The unfortunate truth is that when you're dealing with comics that are decades old, a lot of the original source artwork is no longer available; much of it now either resides in private collections or has simply been lost or discarded. As such, archival publishers like Eaglemoss, the Library of American Comics, and Manuscript Press (which produces Comics Revue magazine) must turn to private collectors, eBay auctions and other resources to compile everything they need to make their reprint collections complete.

Thankfully, Eaglemoss had been given a lot of material from IDW, including its reprints of Star Trek stories from older publishers, but there were gaps in what IDW had available. Fortunately, I have it all, so anything Eaglemoss didn't have, I ended up scanning. This proved fortuitous once the global pandemic struck and Eaglemoss's staff started working from home, away from all the materials in their offices. Since I work out of an office in my house, I was able to scan everything from that point forward, enabling us to keep producing books without interruption.
The series is currently set to run to 140 issues, which would leave a few books missing from the collection. I know you are really hoping to get another extension to 160 issues with the aim of reprinting all the older stuff. Am I right in thinking that might not be quite enough to catch up with all the IDW titles not yet in the collection? How many books would we need to get to capture everything?
While I can't get into specifics with regard to content not yet announced, I can tell you this: I've worked out a roadmap to be able to get all the remaining comics into a 141-160 extension. If that extension were to happen, we'd be able to present to fans everything published up to 2020. But that's a big "if," as that extension might not be forthcoming. Being completely honest, it comes down to numbers. In order for Eaglemoss to greenlight a final extension, it would need to see a financial reason to do so—in other words, sales on the existing books need to be higher than they are.

That is an attainable goal, in my opinion, if existing fans can convince others to start buying the books. But if truth be told, it's also a longshot. If fans want to see more books beyond volume 140, what's needed is a grassroots effort to help push and promote the series. To paraphrase Field of Dreams, if fans help build it, more books could come. But the journey to get there would admittedly be an uphill one. I want to see us get there, as I am, first and foremost, a fan—I was a Star Trek comics reader for decades before I was a Star Trek comics editor, so when I say I want to be able to complete the series, it's not just because I get paid to make these books. It's because I want to see them on the Star Trek shelves lining my home office. If I weren't editing these volumes, I'd be buying them.
In the event you did catch up, do you know if the current license would allow Eaglemoss to continue to put out the odd book later as IDW releases new titles?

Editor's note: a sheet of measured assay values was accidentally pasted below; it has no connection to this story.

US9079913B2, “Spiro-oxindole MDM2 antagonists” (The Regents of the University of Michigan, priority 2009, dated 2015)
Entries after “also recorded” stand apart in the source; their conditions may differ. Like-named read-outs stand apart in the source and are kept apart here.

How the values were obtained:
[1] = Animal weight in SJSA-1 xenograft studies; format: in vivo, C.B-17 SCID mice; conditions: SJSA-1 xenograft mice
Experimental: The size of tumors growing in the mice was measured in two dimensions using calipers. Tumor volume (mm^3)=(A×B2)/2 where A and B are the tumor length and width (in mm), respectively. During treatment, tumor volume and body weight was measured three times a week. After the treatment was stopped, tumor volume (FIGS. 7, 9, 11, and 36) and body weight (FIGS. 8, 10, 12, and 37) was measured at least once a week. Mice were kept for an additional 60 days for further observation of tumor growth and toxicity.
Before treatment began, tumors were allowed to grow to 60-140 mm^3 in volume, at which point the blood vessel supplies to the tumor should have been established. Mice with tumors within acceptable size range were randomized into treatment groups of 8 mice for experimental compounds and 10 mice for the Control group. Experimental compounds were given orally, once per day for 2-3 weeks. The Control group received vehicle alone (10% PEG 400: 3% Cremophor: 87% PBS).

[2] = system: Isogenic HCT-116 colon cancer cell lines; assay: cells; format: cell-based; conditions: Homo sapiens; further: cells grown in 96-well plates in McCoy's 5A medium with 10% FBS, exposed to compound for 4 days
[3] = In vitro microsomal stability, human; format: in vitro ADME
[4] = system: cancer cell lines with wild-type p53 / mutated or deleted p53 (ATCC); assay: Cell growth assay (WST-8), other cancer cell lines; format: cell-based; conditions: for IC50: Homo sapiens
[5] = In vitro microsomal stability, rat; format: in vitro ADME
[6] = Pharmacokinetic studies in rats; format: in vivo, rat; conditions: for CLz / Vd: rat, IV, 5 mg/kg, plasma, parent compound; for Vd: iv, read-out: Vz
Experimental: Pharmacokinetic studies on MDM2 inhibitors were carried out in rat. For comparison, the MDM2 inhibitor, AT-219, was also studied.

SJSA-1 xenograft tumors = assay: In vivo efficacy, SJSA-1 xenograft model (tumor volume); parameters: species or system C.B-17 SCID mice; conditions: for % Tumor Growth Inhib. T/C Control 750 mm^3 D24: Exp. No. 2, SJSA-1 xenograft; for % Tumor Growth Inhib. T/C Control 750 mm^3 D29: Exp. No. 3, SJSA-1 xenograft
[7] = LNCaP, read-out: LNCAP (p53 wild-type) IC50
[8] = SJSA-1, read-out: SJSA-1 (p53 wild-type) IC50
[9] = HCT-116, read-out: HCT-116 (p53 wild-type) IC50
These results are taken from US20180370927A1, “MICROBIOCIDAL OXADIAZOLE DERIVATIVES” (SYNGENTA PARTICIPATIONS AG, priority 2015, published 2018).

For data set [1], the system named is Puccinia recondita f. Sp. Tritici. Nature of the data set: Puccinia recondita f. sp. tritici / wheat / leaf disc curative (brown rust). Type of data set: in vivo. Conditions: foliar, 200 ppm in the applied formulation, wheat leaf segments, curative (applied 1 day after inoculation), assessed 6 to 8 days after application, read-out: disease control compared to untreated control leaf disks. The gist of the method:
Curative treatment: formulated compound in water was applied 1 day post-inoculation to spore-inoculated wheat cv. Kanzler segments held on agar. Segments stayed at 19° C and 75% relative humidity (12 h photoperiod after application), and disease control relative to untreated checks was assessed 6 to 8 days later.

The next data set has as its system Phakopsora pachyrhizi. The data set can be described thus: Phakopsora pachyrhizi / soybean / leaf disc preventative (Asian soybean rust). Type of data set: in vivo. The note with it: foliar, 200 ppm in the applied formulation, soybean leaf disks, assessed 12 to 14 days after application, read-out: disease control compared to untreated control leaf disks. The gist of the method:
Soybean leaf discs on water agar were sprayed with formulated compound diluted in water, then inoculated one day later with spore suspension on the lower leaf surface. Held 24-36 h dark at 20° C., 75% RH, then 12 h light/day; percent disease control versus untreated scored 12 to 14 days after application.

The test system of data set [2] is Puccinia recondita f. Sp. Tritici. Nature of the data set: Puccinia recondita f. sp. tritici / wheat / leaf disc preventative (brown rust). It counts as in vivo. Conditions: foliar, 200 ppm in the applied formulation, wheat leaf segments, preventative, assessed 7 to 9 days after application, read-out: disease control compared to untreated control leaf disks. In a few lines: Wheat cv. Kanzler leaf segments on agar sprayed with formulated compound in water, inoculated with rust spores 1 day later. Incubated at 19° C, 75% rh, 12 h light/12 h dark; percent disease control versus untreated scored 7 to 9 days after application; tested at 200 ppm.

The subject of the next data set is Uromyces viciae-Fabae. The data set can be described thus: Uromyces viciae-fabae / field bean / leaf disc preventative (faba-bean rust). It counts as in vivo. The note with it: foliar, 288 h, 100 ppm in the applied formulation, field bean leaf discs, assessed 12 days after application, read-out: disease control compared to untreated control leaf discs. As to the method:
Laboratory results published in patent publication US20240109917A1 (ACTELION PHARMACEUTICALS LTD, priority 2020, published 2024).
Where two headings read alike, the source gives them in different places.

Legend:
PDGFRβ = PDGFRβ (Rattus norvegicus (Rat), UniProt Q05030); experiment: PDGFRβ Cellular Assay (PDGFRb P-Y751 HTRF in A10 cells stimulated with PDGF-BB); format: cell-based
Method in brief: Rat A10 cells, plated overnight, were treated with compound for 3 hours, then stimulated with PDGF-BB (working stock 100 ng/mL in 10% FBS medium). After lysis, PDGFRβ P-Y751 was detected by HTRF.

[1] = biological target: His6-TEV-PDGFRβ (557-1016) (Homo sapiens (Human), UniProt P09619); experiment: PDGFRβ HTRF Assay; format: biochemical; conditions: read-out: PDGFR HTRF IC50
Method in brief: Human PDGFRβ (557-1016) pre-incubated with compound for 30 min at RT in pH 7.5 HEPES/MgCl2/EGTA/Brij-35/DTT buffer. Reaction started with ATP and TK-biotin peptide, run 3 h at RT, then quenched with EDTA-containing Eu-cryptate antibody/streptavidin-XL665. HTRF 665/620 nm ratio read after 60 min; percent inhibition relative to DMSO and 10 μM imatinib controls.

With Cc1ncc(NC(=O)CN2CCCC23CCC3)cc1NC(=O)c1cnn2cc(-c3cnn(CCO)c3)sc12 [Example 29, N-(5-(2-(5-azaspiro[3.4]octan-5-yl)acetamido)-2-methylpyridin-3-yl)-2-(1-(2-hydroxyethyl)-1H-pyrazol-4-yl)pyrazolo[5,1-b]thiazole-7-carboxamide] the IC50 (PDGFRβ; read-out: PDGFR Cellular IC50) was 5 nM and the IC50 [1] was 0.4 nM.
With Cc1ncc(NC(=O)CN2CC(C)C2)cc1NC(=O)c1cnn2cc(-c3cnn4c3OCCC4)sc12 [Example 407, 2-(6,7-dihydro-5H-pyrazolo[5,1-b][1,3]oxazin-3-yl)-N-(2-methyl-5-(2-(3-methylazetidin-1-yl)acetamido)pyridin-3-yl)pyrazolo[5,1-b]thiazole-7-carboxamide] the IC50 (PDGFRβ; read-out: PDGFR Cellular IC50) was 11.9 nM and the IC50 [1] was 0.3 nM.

I don't know for sure, but I assume it would, as I'm unaware of any restrictions that would prevent the company from doing so.
There are still quite a few crossover books not in the collection, can we still expect these as special issues, as some of the other crossovers were earlier in the collection?
I don't have any updates about the crossovers at this time. My apologies.
Is there anything at all that just isn't going to happen? There's also the older photo-comic adaptations from various publishers, are they in your remit? (I can't say I'd be super excited to see reprints of the latter to be honest!)
Comics I can't see being reprinted would include the original Star Trek Fotonovels from Bantam Books, the similar Star Trek Photostories from Pocket Books, and the episode adaptations in Germany's Gong magazine. Don't get me wrong, I'd love to see these included, but it would take too many volumes to reprint them all—and they're just adaptations of episodes and films, so that would take up too much real estate on what are essentially just abridged retellings of filmed stories fans can watch at any time. The original comics are what we're focused on with the Graphic Novel Collection.

In addition, anything not licensed is absolutely off the table. Star Trekker and Airship Enterprise from Antarctic Press would not be included, nor would the Indonesian Trek comics of the 1970s, which were never authorized by Paramount. "The Dragons of Berengaria," from Enterprise Incidents magazine, would also be unavailable, as would Morgan Gendel's The Outer Light and David Gerrold's Star Trek/Doctor Who parody. I happen to greatly enjoy both Airship Enterprise and "The Dragons of Berengaria," and I would love to include them in the Graphic Novel Collection, along with everything else I just name-checked… but legally it's just not doable.